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British shipping companies (B)

Last modified: 2021-05-29 by rob raeside
Keywords: bsl | hb&s | b | bcsn | bk&co | bc | bm | boc |
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B.T. (Marine) Ltd.

[B.T. (Marine) Ltd. houseflag] image by Jarig Bakker, 25 December 2005

B.T. (Marine) Ltd., Southampton - per white fly diagonal blue over red flag.
Source: Loughran (1995)
Jarig Bakker
, 25 December 2005

Bucknall Steamship Lines, Ltd.

[Bucknall Steamship Lines, Ltd. houseflag] image by Jarig Bakker, 15 October 2003

Bucknall Steamship Lines, Ltd., (British and Colonial Line) had its seat in London, with ships able to transport passengers first class from London to Madeira, Las Palmas, Teneriffa, Kaapstad, Algoabay and Natal.
Source: Brockhaus' Konversations-Lexikon, 14th ed (c. 1907)
Jarig Bakker, 15 October 2003

[Bucknall Steamship Lines, Ltd. houseflag] image by Ivan Sache, 23 April 2021

"Flags and Funnels of the British and Commonwealth Merchant Fleets" shows this flag with sans-serif letters.
António Martins-Tuválkin, 16 June 2006

Bucknall Steamships Lines, Ltd. was acquired by the Ellerman Group as Ellerman & Bucknall Steamship Co.

[Bucknall Steamship Lines, Ltd. houseflag] image by Rob Raeside

Bucknall Steamship Lines Ltd. Originated 1850 with Henry Bucknall & Sons who used a plain red flag with the white letters "H.B&S" according to Reed 11891 though Loughran (1979) shows dots also after the "B" and "S". In 1890 the company split into Bucknall Nephews & Co. (manufacturing interests) and Bucknall Brothers (shipping interests).

[Bucknall Steamship Lines, Ltd. houseflag] image by Rob Raeside

The former remained in shipowning until 1910 and used a white flag with a widish red border and red "B" whilst the latter formed the British & Colonial Steam Navigation Co. Ltd.

[Bucknall Steamship Lines, Ltd. houseflag] image by Rob Raeside

The British & Colonial Steam Navigation Co. Ltd. flag was blue with 4 white diamonds dividing the field bearing the red letters "BCSN", this company being reformed in 1900 as Bucknall Steamship Lines Ltd. with the flag as shown here. After being acquired by Ellerman Lines in 1908 it changed its name in 1914 to Ellerman & Bucknall Steamship Co. Ltd.
Neale Rosanoski, 22 March 2004

Ellerman & Bucknal (Steamships) Co Ltd began in 1740 as Henry Bucknall & Sons, shipowners, London, who traded in cork from Portugal. During the 1850s, the company decided to purchase a fleet of sailing ships with the primary objective of transporting their own merchandise. In 1868, the firm began to replace their sailing ships with steamers but still restricted their activities to trading between the United Kingdom and Portugal. In 1888 , the firm of Bucknall Brothers, shipbrokers, was established and in 1890 Bucknall Nephews was established to take over the ships of the parent firm, Henry Bucknall & Co.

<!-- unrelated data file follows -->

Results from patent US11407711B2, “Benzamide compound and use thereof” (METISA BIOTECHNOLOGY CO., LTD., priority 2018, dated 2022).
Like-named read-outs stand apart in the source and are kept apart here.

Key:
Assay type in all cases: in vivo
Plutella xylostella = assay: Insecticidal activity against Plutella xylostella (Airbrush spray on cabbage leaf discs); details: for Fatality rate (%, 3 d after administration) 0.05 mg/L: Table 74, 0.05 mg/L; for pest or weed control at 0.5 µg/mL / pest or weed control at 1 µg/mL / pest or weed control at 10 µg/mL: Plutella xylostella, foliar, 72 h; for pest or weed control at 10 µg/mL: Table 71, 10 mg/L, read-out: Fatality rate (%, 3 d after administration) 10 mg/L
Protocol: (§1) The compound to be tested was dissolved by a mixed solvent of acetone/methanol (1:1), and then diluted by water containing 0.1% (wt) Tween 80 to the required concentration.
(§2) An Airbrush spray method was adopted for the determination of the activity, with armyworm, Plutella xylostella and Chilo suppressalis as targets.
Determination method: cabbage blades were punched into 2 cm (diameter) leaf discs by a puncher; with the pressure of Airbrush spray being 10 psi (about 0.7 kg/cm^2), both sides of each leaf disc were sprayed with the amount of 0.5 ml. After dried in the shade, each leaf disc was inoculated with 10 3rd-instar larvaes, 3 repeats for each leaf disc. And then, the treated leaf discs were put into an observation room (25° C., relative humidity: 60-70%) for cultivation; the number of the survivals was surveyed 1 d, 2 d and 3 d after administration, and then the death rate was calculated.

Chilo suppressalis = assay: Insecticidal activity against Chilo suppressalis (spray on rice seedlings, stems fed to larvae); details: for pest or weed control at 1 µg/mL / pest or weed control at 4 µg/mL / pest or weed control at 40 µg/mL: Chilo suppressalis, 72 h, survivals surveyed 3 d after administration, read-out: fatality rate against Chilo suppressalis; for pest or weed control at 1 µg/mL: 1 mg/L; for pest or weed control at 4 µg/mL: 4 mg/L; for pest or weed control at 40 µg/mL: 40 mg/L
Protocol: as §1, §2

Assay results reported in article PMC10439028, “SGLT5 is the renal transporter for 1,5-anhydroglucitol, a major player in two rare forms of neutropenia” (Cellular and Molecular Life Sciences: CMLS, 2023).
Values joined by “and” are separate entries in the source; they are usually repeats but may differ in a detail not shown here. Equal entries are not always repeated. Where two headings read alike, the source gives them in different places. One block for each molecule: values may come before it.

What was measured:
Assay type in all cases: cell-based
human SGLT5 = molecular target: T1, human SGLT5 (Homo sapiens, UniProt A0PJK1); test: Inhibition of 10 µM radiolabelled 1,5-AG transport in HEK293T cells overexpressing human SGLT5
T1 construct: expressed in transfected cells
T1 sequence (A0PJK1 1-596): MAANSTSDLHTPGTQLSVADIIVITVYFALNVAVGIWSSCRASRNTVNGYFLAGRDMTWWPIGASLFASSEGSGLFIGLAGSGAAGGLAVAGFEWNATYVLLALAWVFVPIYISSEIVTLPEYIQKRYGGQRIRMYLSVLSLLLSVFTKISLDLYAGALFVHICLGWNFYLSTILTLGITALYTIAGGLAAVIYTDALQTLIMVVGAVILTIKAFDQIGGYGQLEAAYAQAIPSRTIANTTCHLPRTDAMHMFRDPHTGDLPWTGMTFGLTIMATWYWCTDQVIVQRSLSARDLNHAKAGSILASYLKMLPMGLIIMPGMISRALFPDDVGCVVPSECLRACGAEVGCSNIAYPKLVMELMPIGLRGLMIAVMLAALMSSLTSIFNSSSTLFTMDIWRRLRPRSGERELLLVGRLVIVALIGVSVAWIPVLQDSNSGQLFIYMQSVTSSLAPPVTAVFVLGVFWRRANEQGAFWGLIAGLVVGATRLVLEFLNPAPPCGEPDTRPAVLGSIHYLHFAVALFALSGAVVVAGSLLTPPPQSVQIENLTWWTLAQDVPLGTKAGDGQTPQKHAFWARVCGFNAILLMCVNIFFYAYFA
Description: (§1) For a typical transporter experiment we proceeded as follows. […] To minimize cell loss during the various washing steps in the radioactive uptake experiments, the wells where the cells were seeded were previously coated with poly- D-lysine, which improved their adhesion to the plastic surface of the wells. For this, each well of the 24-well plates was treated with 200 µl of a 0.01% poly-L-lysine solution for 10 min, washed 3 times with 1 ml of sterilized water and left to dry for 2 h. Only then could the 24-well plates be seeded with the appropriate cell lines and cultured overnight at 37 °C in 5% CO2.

The development of gold and diamond mining in South Africa led the company, along with a contract with the Netherlands South African Railway, to inaugurate a regular service to South Africa in 1892. To undertake this service, the British & Colonial Steam Navigation Co was formed by Bucknall Nephews in 1891 with a fleet of 9 steamersand a passenger service being added in 1895. Various contracts to transport livestock and goods to South Africa were secured although goods for the return journey were scarce. As a result, the ships would often cross from South Africa to Burma to carry rice or undertake charter services to Australia. Sometimes the ships would call at the Canary Islands to collect ballast of fruit, potatoes and tomatoes. In 1893, a service carrying mules from New York to Cape Town, for the Cape Town Tramway system was started and later extended to India with a full service being inaugurated in 1898, loading for Canada as well on the return journey.

In 1900, Bucknall Steamship Lines Ltd was incorporated to acquire the business of the British & Colonial Steam Navigation Co. The company struggled in its early days due to the price it had to pay for the assets it acquired and also due to a slump in business following the Transvaal War in South Africa. It gradually recovered and services were developed to the Malay Straights, China, the Philippines and Japan; from Australia to England; also between North America and South and East Africa; the Mediterranean, Persian Gulf, India, Java, Malaya, the Far East, Australia and New Zealand.
In 1908, the Bucknall Steamship Lines Ltd found themselves in difficulty again though overbuilding and it was arranged that the company should be acquired by Ellerman Lines Ltd, shipowners, London, Scotland. In the early days of the company the ships bore names distinctly redolent of South Africa and China, but with the construction of new tonnage these names lapsed and the "City" system of nomenclature used by the Ellerman group of companies including the City, Hall and Bucknall fleets was adopted. In 1912, the company's passenger services were taken over by the Hall and City Lines and in 1914, the company was renamed Ellerman & Bucknall (Steamships) Co Ltd.